SAP Master Data Governance- its Idea OriginationPublish Date: October 5, 2017
SAP Master Data Governance- its Idea Origination
When it comes to what is SAP Master Data Governance (SAP MDG), by natural curiosity, a series of questions come to mind.
What is SAP MDG?
Why use SAP MDG?
Is it a high-value-add tool from SAP for which one would give a huge thumbs-up?
Is it a “must have” in the SAP architecture for max value as businesses move more and more into the cloud?
The second set is:
How do we set up and configure SAP MDG and where?
How do we use the tool for our day-to-day work and to increasing depth, sophistication and value?
What is its User Interface? What is the Work Flow within SAP MDG? What is rule-based Work Flow?
What else can be set up in SAP MDG? How is Master Data managed within SAP MDG?
To fundamentally understand what SAP MDG is, one must first be able to distinguish between Master Data and Transactional Data in SAP.
Master Data is consistent across the organization globally. It is usually shared across business process groups, continents, regions, countries, departments or functions, which typically, own either whole or part of it, depending on the overall size of the enterprise. The data remains essentially static over time, except for certain sets of selective attributes, which may change or get dynamically updated, over time. It is generally kept complete, enriched, standardized and used across the enterprise to directly or indirectly support a wide array of business operations, which cross-reference or utilize this data ‘in and out’ in their daily operations.
Master data objects are also the business core of the enterprise ERP system and carry most of the core tables, which are consistent, constant and extensively accessed or visited by end users or other business objects used in daily operations for data use or updates. Examples of Master Data are: (i) Sales Area data of Customers, (ii) Address, Communications Profiles and Tax data of Business Partners, (iii) core information about products or materials used, their purchasing, sales, accounting or costing attributes at different levels – client, plant, sales or purchase organization.
Whereas, transactional data is operational data and keeps getting generated as line items, by the minute, hour, shift, day, week, month and year in varying frequencies. Examples of transactional data are: invoice data entry, purchase orders, sales orders, inventory data, accounts receivable and payable data, source lists, purchasing or customer info records. Most of these are captured as line items by business operators in a day-to-day operations context.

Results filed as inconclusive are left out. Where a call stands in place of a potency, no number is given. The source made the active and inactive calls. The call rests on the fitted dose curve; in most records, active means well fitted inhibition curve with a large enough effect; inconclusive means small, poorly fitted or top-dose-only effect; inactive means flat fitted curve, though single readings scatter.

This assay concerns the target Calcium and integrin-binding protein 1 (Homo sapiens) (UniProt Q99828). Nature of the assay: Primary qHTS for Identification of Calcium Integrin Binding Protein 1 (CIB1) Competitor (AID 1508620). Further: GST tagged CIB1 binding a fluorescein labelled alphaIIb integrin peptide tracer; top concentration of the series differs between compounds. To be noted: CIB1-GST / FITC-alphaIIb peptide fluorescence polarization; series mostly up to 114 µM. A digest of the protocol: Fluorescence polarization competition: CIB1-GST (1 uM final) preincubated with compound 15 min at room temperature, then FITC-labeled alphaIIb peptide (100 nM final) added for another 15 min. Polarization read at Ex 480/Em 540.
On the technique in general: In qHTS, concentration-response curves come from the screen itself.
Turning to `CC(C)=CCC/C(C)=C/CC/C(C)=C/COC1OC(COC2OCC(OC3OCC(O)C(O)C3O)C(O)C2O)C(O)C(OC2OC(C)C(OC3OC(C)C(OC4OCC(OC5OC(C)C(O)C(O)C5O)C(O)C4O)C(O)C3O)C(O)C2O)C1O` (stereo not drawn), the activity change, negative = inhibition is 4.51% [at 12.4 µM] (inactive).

Over the years, the SAP systems landscape has evolved in depth and complexity, with additional features thru new releases, solutions spinning off from the Enterprise Central Component to independent boxes, offering enriched functionalities, and the number of such offerings having sky-rocketed. Also, most SAP clients, in real life implementations, decide to keep what is of true value in their existing systems and choose to have interfaces to SAP ECC or other extended functionalities being introduced in customized setups. Because of the plethora of such unique system establishments and evolution in the global business landscape and due to a series of detailed client feedback reviews, SAP decided to come out with its own solution for the central governance of their master data outside the general business level in SAP 4.6c/ECC. Solution could also use its own sub-processes to govern and update information in a unified, consolidated and harmonized way across all systems in the landscape and feedback the harmonized ‘one version of the truth’ master data thru back-end interfaces to keep them all in sync to enable client businesses to gain economies of scale by maintaining a single version of these key master data objects across their entire business landscape.
This is the journey which has evolved into the SAP Master Data Management (SAP MDM) and SAP MDG offerings from SAP. In a series of blogs, we will next, critically visit and examine the evolution and features of SAP’s MDG solution, what it entails, and where it is going from here.
Mohandas Warrier, SAP Solution Architect @ YASH Technologies
SAP Solution Architect @ YASH Technologies